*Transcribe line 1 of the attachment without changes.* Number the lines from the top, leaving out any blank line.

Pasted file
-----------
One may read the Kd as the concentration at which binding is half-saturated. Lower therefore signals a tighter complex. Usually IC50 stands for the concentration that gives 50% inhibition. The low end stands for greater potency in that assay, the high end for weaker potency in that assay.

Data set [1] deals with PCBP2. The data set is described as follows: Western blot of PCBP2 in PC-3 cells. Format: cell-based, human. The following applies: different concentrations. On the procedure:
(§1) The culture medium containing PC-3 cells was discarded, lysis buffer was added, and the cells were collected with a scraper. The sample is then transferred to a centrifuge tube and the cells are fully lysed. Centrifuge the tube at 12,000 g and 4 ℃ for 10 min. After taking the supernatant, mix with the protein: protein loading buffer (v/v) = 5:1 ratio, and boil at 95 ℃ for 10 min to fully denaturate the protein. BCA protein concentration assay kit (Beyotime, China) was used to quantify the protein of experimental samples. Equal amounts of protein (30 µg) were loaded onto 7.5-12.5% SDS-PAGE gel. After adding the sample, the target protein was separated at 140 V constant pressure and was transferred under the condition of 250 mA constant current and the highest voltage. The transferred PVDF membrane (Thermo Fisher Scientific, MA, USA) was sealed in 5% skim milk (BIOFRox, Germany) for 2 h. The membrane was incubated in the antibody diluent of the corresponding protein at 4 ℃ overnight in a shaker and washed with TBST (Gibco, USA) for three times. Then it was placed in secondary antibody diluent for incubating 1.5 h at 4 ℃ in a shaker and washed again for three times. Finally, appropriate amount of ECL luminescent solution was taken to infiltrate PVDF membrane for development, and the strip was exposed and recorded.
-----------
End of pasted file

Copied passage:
One may read the Kd as the concentration at which binding is half-saturated. Lower therefore signals a tighter complex. Usually IC50 stands for the concentration that gives 50% inhibition. The low end stands for greater potency in that assay, the high end for weaker potency in that assay.